The Buck Stops Where?  Personal Liability in Wage and Hour Litigation in California 

Even seemingly minor wage and hour violations present a very real threat of crippling or potentially ruinous liability for California’s employers when assessed in class and Private Attorneys General Act (“PAGA”) representative action lawsuits. To make matters worse, plaintiffs are increasingly targeting individual owners and agents in addition to their corporate employer, which begs the question: When can individuals be held personally liable in wage and hour lawsuits? 

Categories: Litigation, PAGA

Seventeen years ago, in 2004, the California Legislature enacted the Labor Code Private Attorneys General Act of 2004 (“PAGA”).  Appropriately dubbed a “bounty hunter” law, PAGA authorizes any current or former “aggrieved” employee of a California employer to file suit to seek statutory penalties for essentially any violation of the California Labor Code together with attorney’s fees, hence the incentive for plaintiff attorneys to bring such cases.  Specifically, under PAGA a current or former employee who is “aggrieved” by a violation of the California Labor Code can seek in addition to damages and liquidated damages, civil penalties on the employee’s behalf and on behalf of all other similarly “aggrieved” (i.e., affected) current and former employees.  The recoverable civil penalties are up to $100 per employee per pay period for an initial violation and $200 per employee per pay period for each subsequent violation, plus attorney’s fees and litigation costs.  When such penalties are awarded, the plaintiff current or former employee along with all other similar “aggrieved” employee will receive 25% of the penalties together with their attorney’s fees as a “bounty,” with the balance of the penalties payable to a State agency known as the California Labor and Workforce Development Agency.  Click Here to read entire post.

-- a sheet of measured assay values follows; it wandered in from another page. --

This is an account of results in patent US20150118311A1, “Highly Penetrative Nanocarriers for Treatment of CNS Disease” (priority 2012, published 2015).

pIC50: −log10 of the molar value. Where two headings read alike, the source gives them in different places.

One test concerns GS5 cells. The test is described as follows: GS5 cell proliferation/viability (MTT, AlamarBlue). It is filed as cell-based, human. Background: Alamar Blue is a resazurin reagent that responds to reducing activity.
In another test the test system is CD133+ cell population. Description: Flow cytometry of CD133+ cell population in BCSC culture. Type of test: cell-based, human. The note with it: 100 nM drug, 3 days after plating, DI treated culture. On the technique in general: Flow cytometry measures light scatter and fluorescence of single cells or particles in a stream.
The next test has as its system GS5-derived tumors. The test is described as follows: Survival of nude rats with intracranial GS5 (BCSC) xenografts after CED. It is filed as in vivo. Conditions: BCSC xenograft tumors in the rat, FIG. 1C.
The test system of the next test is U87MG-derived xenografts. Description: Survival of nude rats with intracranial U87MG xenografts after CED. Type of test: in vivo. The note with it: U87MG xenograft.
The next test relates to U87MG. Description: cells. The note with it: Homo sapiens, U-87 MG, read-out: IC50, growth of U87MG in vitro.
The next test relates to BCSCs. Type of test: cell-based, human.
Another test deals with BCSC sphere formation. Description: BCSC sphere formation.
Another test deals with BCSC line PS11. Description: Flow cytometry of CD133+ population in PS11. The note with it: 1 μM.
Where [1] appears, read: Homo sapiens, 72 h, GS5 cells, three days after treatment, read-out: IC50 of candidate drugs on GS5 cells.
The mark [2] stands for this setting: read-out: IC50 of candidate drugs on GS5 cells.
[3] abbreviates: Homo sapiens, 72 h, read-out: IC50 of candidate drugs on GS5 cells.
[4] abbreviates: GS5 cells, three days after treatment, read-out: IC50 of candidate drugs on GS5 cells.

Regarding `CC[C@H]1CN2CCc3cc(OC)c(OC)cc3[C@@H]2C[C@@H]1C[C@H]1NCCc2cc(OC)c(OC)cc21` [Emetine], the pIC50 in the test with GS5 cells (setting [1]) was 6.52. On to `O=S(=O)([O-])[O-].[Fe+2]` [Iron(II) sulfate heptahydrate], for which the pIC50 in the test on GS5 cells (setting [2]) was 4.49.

In Magadia v. Wal-mart Associates, Inc., et al., No. 19-16184, 2021 WL 2176584 (9th Cir. May 28, 2021), the Ninth Circuit Court of Appeal reversed the district court’s award of $102 million to an employee who sued the company alleging that he and other employees did not receive compliant wage statements or meal periods.  Unlike the district court, the Ninth Circuit found that the former employee who sued Walmart had suffered no meal period violations, and thus the employee had no standing to sue on behalf of others.  The Ninth Circuit also held that the district court incorrectly concluded Walmart’s wage statements did not comply with California law.